01 Aug 2002 Ebonics Slang No Substitute for Standard English, by Michael King
According to some black academics and race warlords, “Ebonics” is derived from one of three potential sources: 1) an African language passed on among blacks, 2) a vocabulary derived from encounters between African slaves and Irish immigrants or 3) a new dialect created since the 1960s by young blacks to separate themselves from whites.
No matter what the racial warlords may say, however, Ebonics is not a language. All it is is black slang.
Ebonics somewhat parallels southern slang, probably because so many blacks migrated to other parts of the country from the south. But the race warlords and their intellectual footsoldiers are trying to elevate slang to the status of a language by dressing it up with psychobabble.
Anyone who wants to find out more about the Ebonics debate should read the book by University of California-Berkeley Linguistics Professor John McWhorter, Word on the Street: Debunking the Myth of “Pure” Standard English. He closely examines the argument for Ebonics. He also touches on it in his book Losing the Race: Self-Sabotage in Black America. In the latter book, McWhorter argues that educators who rely on Ebonics as a crutch for students to learn “the Queen’s English” accomplish nothing more than leaving young minds further behind.
Rather than wasting time using slang, teachers need to use Standard English, period. Students already have no problem understanding Standard English on television and in the movies. One reason why students are having problems in school these days is because educators are allowing distractions like Ebonics to become the focus of education as opposed to removing it from the classroom.
Ebonics is a pillar of Afrocentrism. Through intimidation, violence and pseudoscholarship, Afrocentrists have dumbed down the education of our black children and kept white teachers from working with them. They deliberately cut off poor, black children from mainstream America.
Afrocentrists such as George Washington University professor Robert Williams (who coined the term Ebonics in 1973) claim it is disrespectful for white teachers to correct black children. Professor Charles Coleman of the City University of New York’s (CUNY) York College further argues that remedial education is harmful to black students. The result? At CUNY, remedial-level students can take college-level classes despite being only semiliterate.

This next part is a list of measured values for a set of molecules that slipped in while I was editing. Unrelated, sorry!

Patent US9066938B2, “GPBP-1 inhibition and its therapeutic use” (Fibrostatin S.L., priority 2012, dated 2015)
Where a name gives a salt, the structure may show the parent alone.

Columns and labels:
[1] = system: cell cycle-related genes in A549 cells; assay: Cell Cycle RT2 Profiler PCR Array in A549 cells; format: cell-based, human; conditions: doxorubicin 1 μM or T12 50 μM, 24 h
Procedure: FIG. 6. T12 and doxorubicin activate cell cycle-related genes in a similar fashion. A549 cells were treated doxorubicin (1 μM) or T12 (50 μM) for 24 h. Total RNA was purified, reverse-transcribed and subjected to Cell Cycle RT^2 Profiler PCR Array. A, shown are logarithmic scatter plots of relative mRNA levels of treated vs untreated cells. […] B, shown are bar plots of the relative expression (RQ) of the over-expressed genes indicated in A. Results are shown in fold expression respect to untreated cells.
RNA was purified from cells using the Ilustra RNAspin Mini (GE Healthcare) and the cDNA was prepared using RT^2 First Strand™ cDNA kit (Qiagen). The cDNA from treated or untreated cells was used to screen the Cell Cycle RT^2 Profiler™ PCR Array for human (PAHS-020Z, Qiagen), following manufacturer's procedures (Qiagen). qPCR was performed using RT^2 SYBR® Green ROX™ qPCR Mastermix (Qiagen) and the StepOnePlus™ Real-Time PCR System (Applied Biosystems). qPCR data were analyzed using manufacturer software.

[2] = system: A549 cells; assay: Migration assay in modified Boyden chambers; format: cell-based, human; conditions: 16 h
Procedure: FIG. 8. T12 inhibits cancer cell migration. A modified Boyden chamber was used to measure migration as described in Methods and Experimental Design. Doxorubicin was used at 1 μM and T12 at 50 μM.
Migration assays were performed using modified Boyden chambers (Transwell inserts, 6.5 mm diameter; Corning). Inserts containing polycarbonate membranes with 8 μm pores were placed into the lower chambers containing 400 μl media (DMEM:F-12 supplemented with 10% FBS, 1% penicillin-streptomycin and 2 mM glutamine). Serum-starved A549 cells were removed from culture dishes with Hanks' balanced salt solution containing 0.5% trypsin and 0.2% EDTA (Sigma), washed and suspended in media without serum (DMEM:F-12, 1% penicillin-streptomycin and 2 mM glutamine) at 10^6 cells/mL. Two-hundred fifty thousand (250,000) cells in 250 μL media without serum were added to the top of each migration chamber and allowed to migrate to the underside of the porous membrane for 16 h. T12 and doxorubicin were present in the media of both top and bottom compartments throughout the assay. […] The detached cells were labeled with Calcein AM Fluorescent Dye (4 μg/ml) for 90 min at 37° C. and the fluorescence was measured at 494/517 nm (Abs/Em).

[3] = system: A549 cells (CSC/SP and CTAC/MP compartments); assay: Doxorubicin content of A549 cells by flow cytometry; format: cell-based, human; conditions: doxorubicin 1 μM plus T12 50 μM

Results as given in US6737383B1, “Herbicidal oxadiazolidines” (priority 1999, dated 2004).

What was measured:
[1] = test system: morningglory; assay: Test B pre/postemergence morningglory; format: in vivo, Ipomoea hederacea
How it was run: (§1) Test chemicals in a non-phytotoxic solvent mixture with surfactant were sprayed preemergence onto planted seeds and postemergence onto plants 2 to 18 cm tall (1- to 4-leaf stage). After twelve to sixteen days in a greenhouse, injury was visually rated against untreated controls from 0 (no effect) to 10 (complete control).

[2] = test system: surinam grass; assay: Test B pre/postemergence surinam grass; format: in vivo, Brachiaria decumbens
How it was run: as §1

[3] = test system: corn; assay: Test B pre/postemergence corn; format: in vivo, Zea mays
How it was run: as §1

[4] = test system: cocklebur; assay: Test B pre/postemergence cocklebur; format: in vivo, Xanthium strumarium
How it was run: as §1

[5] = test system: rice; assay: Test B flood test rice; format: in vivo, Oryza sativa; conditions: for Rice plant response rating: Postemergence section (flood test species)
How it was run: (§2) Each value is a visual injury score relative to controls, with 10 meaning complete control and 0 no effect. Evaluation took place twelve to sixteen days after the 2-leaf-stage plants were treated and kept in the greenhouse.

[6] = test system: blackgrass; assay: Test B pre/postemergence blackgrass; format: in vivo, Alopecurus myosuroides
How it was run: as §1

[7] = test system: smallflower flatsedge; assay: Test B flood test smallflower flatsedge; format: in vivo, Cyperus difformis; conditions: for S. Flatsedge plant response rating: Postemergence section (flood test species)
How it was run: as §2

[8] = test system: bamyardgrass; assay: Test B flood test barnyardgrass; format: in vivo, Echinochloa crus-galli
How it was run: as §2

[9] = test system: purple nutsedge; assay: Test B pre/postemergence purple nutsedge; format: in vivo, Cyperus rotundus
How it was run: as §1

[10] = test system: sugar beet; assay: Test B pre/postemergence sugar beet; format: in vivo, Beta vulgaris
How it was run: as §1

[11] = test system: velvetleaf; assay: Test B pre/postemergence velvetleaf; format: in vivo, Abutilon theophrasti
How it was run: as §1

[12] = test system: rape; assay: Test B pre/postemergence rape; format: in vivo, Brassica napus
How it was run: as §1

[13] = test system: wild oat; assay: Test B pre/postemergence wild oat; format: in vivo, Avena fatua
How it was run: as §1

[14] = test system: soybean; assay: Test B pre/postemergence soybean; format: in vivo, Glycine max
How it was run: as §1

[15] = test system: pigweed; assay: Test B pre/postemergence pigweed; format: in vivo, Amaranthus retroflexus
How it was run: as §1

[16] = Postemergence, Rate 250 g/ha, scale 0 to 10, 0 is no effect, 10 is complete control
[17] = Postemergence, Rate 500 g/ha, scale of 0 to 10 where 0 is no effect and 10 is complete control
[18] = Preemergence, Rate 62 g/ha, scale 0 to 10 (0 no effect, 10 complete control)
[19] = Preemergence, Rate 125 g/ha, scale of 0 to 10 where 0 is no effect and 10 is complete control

My wife and I insist that our children speak in Standard English. Our parents raised us the same way. My mother used to tell me, “I don’t care what you say around your friends, but when you speak to me or any other adult, you will speak clearly and make yourself understood. Do you understand me?” Other middle-class black parents said much the same. Because my wife and I demand excellence and Standard English from our children, our children are succeeding academically in spite of the poor learning environment in today’s schools.
It all comes back to the lack of emphasis that many in the black community place on educational excellence. Substandard performance is accepted since doing well is perceived as “acting white.” The racial warlords promote this idea, albeit in a somewhat covert way.
It’s not uncommon for middle-class blacks to sometimes “go ghetto” and use street slang. I freely admit to using slang. We all do to varying degrees. But, as a professional, I do not use slang in business settings. I know where slang is appropriate.
Poor and working-class blacks with Afrocentric educators, however, do not have the opportunity to learn the Standard English necessary to succeed. They are stuck learning through Ebonics. What students aren’t told is that, without Standard English, their employment prospects after leaving school are virtually zero. This could lead to chronic unemployment and, potentially, a life of crime.
With educators teaching slang instead of Standard English, is it at all surprising that students are not prepared for standardized tests? Is it any wonder that many black students who go to college spend their freshman year in remedial classes, trying to learn skills and knowledge they should have gotten in high school?
We need to leave slang in the streets, and return our classrooms to Standard English. This will help to give our children the opportunities they deserve.